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ate of tools by which to communicate persuasively has resulted in a certain cognitive dissonance both on the part of our audience, but perhaps as importantly ourselves as authors. Our ability to creatively frame a design problem has been impaired by the still conventional means by which we visually describe what we choose to see and what we don’t in the situations we are working with. For instance, Rem’s use of data to in truth retroactively argue for the intelligence of what may have early on simply been a design hunch, has led to the wide misuse of data—as in the case of the datascape—as the literal basis of projects themselves. These don’t seem satisfying because the analysis is foregrounded at the expense of the real repercussions of such facts. And then, on the other hand, you have the the ubiquitous rendering-at-dusk, an image that persuades only on the basis of affect—quite intentionally, as if to say “don’t bother with its effect or what it might unleash.” It seems to me that most architects working today seem to fall within these two paradigms. We can do better. I’m sorry for the long digression, but it was necessary to preface the answer to your question, which is that the diagrams that I do are Venturi-like in the sense that I’m trying to develop design techniques by which to imagine new things out of a more inventive, illuminating way of describing how things work already—whether they actually operate that way, or as I might deliberately misinterpret a situation. The game theory diagrams in my book are a good example—are they conveying the truth, or a fiction? The exact line is unclear, and perhaps less important than what it might give rise to, that will acquire its own self-evidenitay value. Whether its true or not is beside the point—to Corbusier, the temples were white, when in fact originally they were polychromatic. I’ve taught my students that the goal should be to develop a certain seamlessness between front of house and back of house techniques to learn to string everything together. D26: So what alternate forms of representation are you looking at to help mediate this collapse between front and back of house? Is this a moment where the “pull” of transdisciplinarity you described earlier might come into play? RS: Quite possibly. Living in Los Angeles has really piqued my interest in the many compelling ways that filmmakers pitch their ideas and address their audiences, and I think we might find some strategies there. Just recently at UCLA, Ron Frankel taught a film seminar on his work in augmented reality. He’s done several movies that I’m sure you know, but his visual effects for Stranger than Fiction with Will Ferrell best illustrate what I mean. There are certain scenes where Will’s character counts to himself as he brushes his teeth or crosses the street, and Ron overlays the character’s mental space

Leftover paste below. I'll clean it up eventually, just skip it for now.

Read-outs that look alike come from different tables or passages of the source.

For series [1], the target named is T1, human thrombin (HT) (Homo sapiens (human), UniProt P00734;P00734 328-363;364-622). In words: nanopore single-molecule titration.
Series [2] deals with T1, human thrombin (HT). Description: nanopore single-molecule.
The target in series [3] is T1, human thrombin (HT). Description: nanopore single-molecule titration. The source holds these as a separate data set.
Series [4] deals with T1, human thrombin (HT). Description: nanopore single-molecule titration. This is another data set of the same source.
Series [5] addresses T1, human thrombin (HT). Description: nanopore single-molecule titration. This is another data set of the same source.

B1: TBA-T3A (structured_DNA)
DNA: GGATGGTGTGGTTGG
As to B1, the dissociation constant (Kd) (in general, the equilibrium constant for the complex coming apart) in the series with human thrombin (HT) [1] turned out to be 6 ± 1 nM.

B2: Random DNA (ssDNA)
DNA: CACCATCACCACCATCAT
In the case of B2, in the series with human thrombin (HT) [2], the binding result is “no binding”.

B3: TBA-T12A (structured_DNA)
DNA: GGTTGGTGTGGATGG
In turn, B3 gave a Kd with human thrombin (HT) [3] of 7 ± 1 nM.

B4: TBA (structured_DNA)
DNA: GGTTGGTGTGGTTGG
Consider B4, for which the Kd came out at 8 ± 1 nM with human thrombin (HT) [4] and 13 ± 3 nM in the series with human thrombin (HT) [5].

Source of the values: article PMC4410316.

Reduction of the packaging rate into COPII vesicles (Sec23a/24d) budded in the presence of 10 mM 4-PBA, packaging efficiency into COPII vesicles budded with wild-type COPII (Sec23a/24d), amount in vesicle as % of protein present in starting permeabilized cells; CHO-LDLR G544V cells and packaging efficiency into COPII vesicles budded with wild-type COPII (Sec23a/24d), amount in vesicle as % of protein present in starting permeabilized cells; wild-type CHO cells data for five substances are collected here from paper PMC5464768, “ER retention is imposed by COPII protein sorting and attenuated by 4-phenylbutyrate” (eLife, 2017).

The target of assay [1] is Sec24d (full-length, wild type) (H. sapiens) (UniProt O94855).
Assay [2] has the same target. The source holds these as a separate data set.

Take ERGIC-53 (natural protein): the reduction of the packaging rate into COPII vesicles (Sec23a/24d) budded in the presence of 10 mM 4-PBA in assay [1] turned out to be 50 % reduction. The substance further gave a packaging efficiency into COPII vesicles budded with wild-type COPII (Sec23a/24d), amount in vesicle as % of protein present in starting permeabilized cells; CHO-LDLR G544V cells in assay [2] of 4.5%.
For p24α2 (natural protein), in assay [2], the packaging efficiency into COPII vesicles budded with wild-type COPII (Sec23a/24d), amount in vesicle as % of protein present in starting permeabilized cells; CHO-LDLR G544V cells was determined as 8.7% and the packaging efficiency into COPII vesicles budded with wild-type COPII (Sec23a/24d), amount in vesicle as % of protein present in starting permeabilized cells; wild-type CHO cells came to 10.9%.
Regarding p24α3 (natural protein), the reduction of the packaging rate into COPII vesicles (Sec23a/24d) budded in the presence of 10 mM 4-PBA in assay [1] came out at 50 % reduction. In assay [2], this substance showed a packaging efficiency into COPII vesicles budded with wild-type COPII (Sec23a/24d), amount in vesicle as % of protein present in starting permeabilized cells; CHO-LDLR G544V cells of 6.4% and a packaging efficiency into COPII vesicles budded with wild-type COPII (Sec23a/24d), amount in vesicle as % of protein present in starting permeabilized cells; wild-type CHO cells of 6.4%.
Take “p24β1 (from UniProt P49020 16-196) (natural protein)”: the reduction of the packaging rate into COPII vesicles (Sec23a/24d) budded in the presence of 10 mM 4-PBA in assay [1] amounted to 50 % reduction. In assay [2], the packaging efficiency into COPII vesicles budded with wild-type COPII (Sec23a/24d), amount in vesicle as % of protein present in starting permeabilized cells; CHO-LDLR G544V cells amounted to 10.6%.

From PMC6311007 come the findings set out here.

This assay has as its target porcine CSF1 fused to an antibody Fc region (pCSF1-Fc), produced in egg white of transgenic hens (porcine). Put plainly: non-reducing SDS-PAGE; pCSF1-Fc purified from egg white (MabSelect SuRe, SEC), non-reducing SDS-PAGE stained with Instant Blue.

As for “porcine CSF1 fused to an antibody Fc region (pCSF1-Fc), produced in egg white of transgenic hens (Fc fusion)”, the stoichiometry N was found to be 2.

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Dimensions 26  
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